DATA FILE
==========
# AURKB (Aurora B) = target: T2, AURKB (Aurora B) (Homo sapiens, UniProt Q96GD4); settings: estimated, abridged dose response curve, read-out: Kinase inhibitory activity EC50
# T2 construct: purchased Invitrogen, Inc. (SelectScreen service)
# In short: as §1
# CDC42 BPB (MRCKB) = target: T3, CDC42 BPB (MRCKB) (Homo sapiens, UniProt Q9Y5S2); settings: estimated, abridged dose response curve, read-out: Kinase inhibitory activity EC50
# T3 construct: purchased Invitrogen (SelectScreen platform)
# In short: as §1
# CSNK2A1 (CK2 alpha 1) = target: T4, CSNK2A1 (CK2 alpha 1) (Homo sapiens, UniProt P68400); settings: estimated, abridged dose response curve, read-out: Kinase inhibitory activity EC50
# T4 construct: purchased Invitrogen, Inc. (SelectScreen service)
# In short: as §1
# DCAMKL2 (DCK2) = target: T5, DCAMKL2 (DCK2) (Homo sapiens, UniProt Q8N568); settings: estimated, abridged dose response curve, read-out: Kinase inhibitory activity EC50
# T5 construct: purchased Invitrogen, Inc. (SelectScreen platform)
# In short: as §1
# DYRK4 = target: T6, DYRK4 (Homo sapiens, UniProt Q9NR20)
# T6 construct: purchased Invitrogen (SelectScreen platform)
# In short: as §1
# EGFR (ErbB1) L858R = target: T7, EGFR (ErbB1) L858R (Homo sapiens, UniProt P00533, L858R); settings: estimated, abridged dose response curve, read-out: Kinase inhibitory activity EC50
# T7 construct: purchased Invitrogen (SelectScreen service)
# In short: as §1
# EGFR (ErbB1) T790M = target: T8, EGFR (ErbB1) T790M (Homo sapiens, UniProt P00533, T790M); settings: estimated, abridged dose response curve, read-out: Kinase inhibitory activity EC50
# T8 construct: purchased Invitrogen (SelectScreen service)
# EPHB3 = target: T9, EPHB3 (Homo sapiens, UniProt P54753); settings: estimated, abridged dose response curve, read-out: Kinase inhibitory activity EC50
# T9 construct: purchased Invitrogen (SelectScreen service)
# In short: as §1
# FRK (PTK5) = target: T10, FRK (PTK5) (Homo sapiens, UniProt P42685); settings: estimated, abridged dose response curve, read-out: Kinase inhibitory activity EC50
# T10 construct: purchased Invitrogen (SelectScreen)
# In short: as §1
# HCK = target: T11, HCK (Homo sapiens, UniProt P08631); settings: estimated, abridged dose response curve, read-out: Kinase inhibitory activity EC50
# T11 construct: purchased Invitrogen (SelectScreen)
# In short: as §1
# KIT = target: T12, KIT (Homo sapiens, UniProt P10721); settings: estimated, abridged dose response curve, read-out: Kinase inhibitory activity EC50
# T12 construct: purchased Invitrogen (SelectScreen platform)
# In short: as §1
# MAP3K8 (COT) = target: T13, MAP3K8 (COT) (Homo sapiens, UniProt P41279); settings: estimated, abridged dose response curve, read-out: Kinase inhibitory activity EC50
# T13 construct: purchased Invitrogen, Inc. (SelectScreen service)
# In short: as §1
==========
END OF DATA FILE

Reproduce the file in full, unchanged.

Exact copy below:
# AURKB (Aurora B) = target: T2, AURKB (Aurora B) (Homo sapiens, UniProt Q96GD4); settings: estimated, abridged dose response curve, read-out: Kinase inhibitory activity EC50
# T2 construct: purchased Invitrogen, Inc. (SelectScreen service)
# In short: as §1
# CDC42 BPB (MRCKB) = target: T3, CDC42 BPB (MRCKB) (Homo sapiens, UniProt Q9Y5S2); settings: estimated, abridged dose response curve, read-out: Kinase inhibitory activity EC50
# T3 construct: purchased Invitrogen (SelectScreen platform)
# In short: as §1
# CSNK2A1 (CK2 alpha 1) = target: T4, CSNK2A1 (CK2 alpha 1) (Homo sapiens, UniProt P68400); settings: estimated, abridged dose response curve, read-out: Kinase inhibitory activity EC50
# T4 construct: purchased Invitrogen, Inc. (SelectScreen service)
# In short: as §1
# DCAMKL2 (DCK2) = target: T5, DCAMKL2 (DCK2) (Homo sapiens, UniProt Q8N568); settings: estimated, abridged dose response curve, read-out: Kinase inhibitory activity EC50
# T5 construct: purchased Invitrogen, Inc. (SelectScreen platform)
# In short: as §1
# DYRK4 = target: T6, DYRK4 (Homo sapiens, UniProt Q9NR20)
# T6 construct: purchased Invitrogen (SelectScreen platform)
# In short: as §1
# EGFR (ErbB1) L858R = target: T7, EGFR (ErbB1) L858R (Homo sapiens, UniProt P00533, L858R); settings: estimated, abridged dose response curve, read-out: Kinase inhibitory activity EC50
# T7 construct: purchased Invitrogen (SelectScreen service)
# In short: as §1
# EGFR (ErbB1) T790M = target: T8, EGFR (ErbB1) T790M (Homo sapiens, UniProt P00533, T790M); settings: estimated, abridged dose response curve, read-out: Kinase inhibitory activity EC50
# T8 construct: purchased Invitrogen (SelectScreen service)
# EPHB3 = target: T9, EPHB3 (Homo sapiens, UniProt P54753); settings: estimated, abridged dose response curve, read-out: Kinase inhibitory activity EC50
# T9 construct: purchased Invitrogen (SelectScreen service)
# In short: as §1
# FRK (PTK5) = target: T10, FRK (PTK5) (Homo sapiens, UniProt P42685); settings: estimated, abridged dose response curve, read-out: Kinase inhibitory activity EC50
# T10 construct: purchased Invitrogen (SelectScreen)
# In short: as §1
# HCK = target: T11, HCK (Homo sapiens, UniProt P08631); settings: estimated, abridged dose response curve, read-out: Kinase inhibitory activity EC50
# T11 construct: purchased Invitrogen (SelectScreen)
# In short: as §1
# KIT = target: T12, KIT (Homo sapiens, UniProt P10721); settings: estimated, abridged dose response curve, read-out: Kinase inhibitory activity EC50
# T12 construct: purchased Invitrogen (SelectScreen platform)
# In short: as §1
# MAP3K8 (COT) = target: T13, MAP3K8 (COT) (Homo sapiens, UniProt P41279); settings: estimated, abridged dose response curve, read-out: Kinase inhibitory activity EC50
# T13 construct: purchased Invitrogen, Inc. (SelectScreen service)
# In short: as §1